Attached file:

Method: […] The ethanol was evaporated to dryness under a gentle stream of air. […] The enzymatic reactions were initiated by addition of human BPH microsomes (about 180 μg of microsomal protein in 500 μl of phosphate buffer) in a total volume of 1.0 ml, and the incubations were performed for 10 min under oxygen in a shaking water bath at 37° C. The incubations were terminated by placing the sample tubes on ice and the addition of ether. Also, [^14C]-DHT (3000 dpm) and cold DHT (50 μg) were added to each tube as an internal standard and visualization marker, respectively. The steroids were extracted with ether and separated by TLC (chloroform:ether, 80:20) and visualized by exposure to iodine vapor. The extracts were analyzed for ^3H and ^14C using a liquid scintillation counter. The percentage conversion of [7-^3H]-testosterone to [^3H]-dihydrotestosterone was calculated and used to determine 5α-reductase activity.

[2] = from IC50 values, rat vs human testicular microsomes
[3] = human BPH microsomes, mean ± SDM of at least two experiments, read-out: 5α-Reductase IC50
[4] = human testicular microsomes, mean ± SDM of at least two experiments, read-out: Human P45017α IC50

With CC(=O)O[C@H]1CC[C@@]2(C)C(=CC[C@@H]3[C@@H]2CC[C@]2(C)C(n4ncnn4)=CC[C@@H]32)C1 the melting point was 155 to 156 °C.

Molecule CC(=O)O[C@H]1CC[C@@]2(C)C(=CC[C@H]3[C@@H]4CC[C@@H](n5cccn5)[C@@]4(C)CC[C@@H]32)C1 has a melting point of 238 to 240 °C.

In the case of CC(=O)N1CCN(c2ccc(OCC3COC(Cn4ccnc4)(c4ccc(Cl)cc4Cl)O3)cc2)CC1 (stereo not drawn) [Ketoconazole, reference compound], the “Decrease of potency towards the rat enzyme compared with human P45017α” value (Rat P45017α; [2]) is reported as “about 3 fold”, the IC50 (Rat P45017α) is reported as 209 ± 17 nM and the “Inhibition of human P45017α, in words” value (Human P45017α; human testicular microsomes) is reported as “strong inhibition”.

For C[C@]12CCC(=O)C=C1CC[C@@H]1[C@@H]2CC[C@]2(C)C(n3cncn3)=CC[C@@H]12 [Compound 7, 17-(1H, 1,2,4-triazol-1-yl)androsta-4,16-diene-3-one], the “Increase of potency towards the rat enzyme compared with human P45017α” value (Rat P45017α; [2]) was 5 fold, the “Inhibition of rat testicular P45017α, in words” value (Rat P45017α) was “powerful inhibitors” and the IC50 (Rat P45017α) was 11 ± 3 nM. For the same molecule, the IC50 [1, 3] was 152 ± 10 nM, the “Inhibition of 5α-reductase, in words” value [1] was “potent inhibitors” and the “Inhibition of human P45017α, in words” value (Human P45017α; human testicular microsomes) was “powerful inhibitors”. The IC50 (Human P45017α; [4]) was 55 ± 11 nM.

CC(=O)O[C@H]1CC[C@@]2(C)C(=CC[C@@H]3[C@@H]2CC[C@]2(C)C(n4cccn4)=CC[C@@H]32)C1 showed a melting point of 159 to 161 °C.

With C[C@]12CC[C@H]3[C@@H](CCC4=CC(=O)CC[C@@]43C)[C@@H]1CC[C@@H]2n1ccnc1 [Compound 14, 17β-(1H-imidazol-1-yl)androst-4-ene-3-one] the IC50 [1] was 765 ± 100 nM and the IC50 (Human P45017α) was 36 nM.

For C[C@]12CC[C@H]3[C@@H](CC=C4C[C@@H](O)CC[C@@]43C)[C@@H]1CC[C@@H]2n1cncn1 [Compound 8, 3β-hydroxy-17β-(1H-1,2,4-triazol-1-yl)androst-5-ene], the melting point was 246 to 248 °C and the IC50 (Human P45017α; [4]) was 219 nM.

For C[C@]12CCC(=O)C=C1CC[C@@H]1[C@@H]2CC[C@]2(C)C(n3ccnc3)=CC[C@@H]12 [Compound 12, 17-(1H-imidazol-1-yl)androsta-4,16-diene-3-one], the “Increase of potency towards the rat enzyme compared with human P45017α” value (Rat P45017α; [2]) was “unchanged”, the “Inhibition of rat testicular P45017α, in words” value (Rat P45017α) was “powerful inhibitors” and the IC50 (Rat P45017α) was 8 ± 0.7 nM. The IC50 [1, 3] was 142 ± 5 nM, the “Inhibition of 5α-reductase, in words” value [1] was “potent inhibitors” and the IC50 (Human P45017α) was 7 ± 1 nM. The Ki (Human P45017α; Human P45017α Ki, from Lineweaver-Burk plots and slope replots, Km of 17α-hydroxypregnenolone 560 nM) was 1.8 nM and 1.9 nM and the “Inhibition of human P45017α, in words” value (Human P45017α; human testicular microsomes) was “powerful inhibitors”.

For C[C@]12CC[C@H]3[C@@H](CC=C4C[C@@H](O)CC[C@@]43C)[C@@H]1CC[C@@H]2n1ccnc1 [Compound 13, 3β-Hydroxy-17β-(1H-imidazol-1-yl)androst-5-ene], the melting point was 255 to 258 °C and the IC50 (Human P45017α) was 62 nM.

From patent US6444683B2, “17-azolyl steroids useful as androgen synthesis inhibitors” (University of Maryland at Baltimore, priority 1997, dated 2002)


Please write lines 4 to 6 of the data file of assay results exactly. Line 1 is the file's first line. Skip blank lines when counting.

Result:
[4] = human testicular microsomes, mean ± SDM of at least two experiments, read-out: Human P45017α IC50

With CC(=O)O[C@H]1CC[C@@]2(C)C(=CC[C@@H]3[C@@H]2CC[C@]2(C)C(n4ncnn4)=CC[C@@H]32)C1 the melting point was 155 to 156 °C.

Molecule CC(=O)O[C@H]1CC[C@@]2(C)C(=CC[C@H]3[C@@H]4CC[C@@H](n5cccn5)[C@@]4(C)CC[C@@H]32)C1 has a melting point of 238 to 240 °C.